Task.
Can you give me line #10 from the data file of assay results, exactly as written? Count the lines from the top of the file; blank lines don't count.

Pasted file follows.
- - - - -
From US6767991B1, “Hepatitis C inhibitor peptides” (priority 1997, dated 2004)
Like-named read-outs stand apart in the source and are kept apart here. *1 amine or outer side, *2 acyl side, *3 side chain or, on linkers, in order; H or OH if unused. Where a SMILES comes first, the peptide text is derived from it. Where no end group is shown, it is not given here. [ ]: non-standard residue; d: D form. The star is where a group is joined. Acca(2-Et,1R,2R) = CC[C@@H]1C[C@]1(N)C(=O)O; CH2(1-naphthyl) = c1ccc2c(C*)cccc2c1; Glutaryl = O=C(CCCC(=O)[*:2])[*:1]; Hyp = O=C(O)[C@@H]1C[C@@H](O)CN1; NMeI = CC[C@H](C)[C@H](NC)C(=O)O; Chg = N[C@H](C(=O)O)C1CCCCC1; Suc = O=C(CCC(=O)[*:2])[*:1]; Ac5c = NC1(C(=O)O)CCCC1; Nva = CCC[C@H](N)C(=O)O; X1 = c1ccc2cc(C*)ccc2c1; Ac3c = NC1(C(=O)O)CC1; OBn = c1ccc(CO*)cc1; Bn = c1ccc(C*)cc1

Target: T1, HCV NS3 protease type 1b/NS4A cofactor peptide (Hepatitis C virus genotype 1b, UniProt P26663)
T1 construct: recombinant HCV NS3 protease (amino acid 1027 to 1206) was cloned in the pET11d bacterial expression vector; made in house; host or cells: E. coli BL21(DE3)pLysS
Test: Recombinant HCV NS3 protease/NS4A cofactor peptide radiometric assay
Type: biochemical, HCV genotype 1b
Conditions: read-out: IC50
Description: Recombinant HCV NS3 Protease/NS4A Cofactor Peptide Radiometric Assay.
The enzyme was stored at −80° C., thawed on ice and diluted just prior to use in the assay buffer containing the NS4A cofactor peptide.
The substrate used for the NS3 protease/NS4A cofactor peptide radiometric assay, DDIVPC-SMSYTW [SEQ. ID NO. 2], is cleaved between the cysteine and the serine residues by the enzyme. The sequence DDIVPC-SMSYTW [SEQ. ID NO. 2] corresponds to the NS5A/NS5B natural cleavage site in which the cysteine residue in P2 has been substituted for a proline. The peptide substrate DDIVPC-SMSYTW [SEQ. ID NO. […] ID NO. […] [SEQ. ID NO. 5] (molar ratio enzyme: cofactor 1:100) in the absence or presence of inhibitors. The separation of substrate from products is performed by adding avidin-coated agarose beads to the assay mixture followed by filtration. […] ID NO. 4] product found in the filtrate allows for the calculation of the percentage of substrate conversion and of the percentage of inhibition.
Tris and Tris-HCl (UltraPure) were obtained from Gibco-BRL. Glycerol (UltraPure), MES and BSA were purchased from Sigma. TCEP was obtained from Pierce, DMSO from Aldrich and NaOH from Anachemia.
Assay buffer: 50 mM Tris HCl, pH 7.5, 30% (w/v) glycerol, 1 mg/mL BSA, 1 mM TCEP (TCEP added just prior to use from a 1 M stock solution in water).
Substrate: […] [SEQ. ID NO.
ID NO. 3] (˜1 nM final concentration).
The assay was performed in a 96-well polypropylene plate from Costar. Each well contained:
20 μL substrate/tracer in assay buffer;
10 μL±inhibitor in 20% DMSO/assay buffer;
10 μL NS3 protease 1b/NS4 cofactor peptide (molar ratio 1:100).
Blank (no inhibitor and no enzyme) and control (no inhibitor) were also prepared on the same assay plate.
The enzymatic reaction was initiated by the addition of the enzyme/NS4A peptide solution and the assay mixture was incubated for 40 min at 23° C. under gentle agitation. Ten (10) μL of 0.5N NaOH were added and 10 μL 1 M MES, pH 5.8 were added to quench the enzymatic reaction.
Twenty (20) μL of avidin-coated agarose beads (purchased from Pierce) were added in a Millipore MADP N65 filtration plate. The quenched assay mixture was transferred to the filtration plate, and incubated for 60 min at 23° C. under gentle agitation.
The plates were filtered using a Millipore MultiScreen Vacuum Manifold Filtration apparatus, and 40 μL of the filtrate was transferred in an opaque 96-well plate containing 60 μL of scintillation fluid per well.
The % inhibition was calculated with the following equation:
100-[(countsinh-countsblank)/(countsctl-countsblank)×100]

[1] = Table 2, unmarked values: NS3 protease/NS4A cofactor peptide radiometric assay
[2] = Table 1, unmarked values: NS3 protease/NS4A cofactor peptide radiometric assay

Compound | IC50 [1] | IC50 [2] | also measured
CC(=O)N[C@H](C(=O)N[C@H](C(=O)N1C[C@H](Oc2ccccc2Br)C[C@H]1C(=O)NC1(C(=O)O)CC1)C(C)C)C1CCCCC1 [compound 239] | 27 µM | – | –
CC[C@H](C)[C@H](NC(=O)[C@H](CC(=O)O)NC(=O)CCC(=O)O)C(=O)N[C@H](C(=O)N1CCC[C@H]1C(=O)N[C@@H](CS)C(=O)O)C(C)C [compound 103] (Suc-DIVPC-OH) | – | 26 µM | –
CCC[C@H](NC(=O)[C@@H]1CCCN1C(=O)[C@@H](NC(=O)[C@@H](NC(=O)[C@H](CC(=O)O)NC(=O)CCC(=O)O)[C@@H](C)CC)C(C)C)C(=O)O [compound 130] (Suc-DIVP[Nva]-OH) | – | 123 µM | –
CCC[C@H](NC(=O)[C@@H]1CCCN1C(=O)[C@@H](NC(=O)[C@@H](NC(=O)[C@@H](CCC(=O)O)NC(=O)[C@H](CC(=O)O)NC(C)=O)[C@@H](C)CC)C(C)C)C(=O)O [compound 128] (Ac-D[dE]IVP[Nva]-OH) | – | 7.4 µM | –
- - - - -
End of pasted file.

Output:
The substrate used for the NS3 protease/NS4A cofactor peptide radiometric assay, DDIVPC-SMSYTW [SEQ. ID NO. 2], is cleaved between the cysteine and the serine residues by the enzyme. The sequence DDIVPC-SMSYTW [SEQ. ID NO. 2] corresponds to the NS5A/NS5B natural cleavage site in which the cysteine residue in P2 has been substituted for a proline. The peptide substrate DDIVPC-SMSYTW [SEQ. ID NO. […] ID NO. […] [SEQ. ID NO. 5] (molar ratio enzyme: cofactor 1:100) in the absence or presence of inhibitors. The separation of substrate from products is performed by adding avidin-coated agarose beads to the assay mixture followed by filtration. […] ID NO. 4] product found in the filtrate allows for the calculation of the percentage of substrate conversion and of the percentage of inhibition.